With all due respect to Yogi Berra, when you come to a fork in the road, sometimes you can't take it. Sometimes you have to let the road come to you.
Which brings us to the University of Oklahoma's relationship with the bruised and battered Big 12 Conference. OU no longer controls its own destiny.
Texas A&M is high-tailing it out of the league, same as Nebraska and Colorado did a year ago. And OU's options will be formed by circumstance somewhat out of its control.
Do the Sooners stick it out in the Big 12? Depends on other factors.
Do the Sooners make a run for the Pac-12 and jump aboard the Super Conference Express? Again, by definition, it all depends.
This time, the Sooners can't make a decision and then make it the right one, which usually is a superb way to conduct business.
This time, the Sooners have to play the waiting game. Which for the next week or so could lead to frustration.
“That's probably natural given the weeks of drama,” an OU official said, referring to another summer of Big 12 shakiness. “Everyone is understandably getting tired of the speculation and feelings of instability.”
Some leaders have worked tirelessly to keep the Big 12 viable, including athletic directors DeLoss Dodds (Texas), Joe Castiglione (OU) and Bill Byrne (A&M).
But Byrne finally gave up the ghost in the face of mounting Aggie pressure, and who knows if Dodds and Joe C. can find further solutions. Or even want to anymore?
Do they try to salvage the Big 12, and if so, with whom? Notre Dame and Arkansas remain pipe dreams.
So next on the list is Brigham Young.
Does the Big 12 even want BYU? The feelings are split. Some see BYU as a bona fide balm, a football program with an excellent tradition and a national fan base. Others think it's ludicrous to add a school that one Mountain West Conference source said can be difficult to deal with, a school with a primary mission of advancing the Mormon church.
Of course, who says BYU wants the Big 12? The Cougars left the Mountain West this summer for football independence and have signed a lucrative television contract with ESPN.
Some in Utah see clearly that BYU needs affiliation with a league that can provide access to major bowl games. The Cougars have horrific bowl agreements (Armed Forces Bowl in 2011, Poinsettia Bowl in 2012, Kraft Fight Hunger Bowl in 2013) no matter their record.
And BYU's four post-September home games this season are San Jose State, Idaho State, Idaho and New Mexico State.
But other BYU personnel see independence as superior to the uncertainty of an unstable league like the Big 12.
So how do the Sooners make a decision about their Big 12 future until they know who the league could even attract?
Not that OU could automatically jump to another conference. The most stable scenario for the Sooners is moving to the Pac-12 with three other Big 12 schools to form an eastern division of a Pac-16.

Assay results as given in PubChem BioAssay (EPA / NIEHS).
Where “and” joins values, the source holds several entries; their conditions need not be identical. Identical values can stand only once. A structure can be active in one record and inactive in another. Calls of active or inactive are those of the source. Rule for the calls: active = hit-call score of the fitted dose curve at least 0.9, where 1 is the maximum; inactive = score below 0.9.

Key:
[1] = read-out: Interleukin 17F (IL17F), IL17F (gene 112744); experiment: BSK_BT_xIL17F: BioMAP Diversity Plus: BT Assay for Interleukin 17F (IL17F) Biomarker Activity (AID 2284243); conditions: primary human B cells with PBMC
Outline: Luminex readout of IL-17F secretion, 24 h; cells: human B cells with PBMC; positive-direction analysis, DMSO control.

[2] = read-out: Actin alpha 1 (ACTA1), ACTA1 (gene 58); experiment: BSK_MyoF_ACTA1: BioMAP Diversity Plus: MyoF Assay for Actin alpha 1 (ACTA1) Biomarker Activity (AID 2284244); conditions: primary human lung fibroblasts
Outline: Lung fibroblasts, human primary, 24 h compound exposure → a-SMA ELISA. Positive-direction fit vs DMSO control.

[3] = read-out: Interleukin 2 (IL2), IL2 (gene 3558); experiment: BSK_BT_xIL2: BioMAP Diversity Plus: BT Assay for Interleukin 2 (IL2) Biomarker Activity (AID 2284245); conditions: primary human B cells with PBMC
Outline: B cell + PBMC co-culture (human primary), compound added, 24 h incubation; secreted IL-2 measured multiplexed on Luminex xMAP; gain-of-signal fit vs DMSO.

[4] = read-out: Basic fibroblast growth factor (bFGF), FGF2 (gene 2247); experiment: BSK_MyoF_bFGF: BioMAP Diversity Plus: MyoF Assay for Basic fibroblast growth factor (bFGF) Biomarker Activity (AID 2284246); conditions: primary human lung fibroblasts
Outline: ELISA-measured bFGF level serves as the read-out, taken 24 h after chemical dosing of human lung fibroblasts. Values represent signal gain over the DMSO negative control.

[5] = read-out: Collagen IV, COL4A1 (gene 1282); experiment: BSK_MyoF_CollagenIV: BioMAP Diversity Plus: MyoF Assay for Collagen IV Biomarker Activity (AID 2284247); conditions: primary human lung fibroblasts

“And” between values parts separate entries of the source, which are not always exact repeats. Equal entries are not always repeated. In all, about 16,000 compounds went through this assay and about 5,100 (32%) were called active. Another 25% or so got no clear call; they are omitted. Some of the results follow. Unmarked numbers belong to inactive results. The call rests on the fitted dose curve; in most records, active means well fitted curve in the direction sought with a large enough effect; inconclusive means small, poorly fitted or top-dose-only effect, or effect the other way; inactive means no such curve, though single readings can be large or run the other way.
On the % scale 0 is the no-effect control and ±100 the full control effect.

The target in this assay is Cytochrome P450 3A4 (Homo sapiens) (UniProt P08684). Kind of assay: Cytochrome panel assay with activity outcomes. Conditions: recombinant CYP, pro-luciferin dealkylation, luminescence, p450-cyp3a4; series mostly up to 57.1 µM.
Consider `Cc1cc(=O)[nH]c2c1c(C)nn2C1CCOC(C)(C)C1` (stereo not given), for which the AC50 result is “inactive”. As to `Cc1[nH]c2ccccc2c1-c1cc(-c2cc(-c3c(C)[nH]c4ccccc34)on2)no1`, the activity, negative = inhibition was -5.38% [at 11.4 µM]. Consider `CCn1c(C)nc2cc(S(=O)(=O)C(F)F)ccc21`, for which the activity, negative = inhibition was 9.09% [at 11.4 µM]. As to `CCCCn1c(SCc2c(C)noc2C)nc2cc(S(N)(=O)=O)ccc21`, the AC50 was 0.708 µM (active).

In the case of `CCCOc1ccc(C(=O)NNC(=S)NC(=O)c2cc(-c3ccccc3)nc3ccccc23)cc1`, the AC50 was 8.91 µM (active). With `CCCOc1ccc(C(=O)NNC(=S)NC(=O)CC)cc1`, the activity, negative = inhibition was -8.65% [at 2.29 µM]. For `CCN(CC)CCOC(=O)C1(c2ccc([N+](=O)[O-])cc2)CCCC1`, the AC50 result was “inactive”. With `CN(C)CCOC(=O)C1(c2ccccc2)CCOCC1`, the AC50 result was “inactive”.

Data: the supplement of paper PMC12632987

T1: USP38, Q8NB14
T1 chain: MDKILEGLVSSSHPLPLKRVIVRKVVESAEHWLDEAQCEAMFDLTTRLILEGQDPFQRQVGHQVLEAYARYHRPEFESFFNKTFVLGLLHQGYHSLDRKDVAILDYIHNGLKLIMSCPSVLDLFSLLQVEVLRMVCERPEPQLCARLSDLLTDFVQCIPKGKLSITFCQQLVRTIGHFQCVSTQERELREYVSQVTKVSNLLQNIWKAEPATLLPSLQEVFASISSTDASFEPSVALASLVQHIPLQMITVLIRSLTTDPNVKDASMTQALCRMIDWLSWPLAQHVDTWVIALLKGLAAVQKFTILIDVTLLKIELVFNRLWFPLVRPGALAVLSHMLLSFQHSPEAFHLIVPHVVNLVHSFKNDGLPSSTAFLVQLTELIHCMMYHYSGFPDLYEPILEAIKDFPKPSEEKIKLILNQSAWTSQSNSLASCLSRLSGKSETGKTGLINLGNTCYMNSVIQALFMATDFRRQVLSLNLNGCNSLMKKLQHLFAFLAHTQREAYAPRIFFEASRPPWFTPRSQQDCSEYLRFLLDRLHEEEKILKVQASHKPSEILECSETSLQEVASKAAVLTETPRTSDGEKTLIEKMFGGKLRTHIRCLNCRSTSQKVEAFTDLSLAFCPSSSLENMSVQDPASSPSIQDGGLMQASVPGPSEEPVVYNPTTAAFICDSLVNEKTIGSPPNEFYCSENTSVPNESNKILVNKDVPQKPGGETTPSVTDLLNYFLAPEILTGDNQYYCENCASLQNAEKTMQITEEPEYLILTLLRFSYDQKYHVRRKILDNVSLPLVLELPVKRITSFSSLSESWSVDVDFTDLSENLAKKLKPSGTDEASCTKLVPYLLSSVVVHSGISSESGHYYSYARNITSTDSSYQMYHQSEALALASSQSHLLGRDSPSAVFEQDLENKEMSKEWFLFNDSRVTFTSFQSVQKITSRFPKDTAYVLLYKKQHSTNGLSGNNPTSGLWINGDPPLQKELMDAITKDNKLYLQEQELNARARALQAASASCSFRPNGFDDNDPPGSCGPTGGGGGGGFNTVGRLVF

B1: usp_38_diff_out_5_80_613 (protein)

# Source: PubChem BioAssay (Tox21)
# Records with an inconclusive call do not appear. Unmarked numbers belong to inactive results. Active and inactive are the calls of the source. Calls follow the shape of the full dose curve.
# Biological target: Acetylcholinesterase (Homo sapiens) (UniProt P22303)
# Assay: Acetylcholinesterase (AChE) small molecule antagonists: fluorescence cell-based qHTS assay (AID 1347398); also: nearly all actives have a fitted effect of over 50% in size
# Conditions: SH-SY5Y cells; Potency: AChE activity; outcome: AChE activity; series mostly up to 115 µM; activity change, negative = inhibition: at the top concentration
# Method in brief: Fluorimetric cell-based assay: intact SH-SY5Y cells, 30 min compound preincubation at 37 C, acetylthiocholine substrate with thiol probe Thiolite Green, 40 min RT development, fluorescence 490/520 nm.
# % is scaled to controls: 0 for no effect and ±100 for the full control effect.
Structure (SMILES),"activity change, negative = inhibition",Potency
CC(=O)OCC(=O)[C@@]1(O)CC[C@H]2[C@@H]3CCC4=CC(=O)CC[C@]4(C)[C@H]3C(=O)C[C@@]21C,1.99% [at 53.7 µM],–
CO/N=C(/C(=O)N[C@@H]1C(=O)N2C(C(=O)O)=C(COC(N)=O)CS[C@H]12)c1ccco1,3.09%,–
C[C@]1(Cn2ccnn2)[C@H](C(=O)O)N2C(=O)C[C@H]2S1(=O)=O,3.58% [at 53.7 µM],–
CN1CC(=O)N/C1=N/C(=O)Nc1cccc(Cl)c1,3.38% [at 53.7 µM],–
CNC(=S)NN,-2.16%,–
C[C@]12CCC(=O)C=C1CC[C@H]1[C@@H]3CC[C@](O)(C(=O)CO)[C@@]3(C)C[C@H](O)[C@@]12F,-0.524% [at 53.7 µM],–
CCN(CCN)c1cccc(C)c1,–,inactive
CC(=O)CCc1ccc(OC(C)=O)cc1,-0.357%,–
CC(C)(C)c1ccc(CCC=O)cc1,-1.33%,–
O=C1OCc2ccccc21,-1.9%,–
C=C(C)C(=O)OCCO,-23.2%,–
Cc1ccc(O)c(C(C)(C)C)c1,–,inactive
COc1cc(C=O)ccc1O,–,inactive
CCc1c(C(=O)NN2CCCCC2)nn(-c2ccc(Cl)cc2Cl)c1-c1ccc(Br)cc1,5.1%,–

Many on the OU campus want to see the Sooners join the Pac-12, and Bob Stoops has expressed continual excitement about the prospect.
But does OU want to go to the Pac-12 without Texas? The Sooners like being in a league with the Longhorns — keep your enemies closer, don't you know — but the Longhorn Network collides with the Pac-12's new network, and concessions would have to be made, at least on UT's side and perhaps on both.
The Sooners might still be interested in going to a Pac-16 with Oklahoma State and two other Big 12 members — Texas Tech, Missouri, Kansas, whoever — but does the Pac-12 want OU without Texas? That's not known.
“Certainly Texas TV would have to be accommodated,” said one Big 12 source. “What would have to happen for Texas to give up the network they've worked pretty hard to produce? I don't know.”
How can OU make a decision between trying to make a go of the Big 12 or leaving for a Pac-16, when it doesn't know what either scenario holds? Thus the waiting game.
Of course, it's possible neither scenario pans out. Possible that the Big 12 continues to spiral into disrepair. Possible that the Pac-12 wants OU only in a package with Texas and Texas won't go. Possible that Pac-12 commissioner Larry Scott is fed up with the Longhorns. Possible that the Sooners decide West isn't best if they can't go with Texas.
At that point, the Sooners would rethink their reluctance to consider the SEC. Or make a sales pitch to the Big Ten, though good luck with that.
See the problem? Circumstances prevent OU from being in decision-making mode. The Sooners are at a fork in the road. And that's where they'll have to stay until this mess starts to clear up.
Berry Tramel: Berry can be reached at (405) 760-8080 or at email@example.com He can be heard Monday through Friday from 4:40-5:20 p.m. on The Sports Animal radio network, including AM-640 and FM-98.1. You can also view his personality page at newsok.com/berrytramel.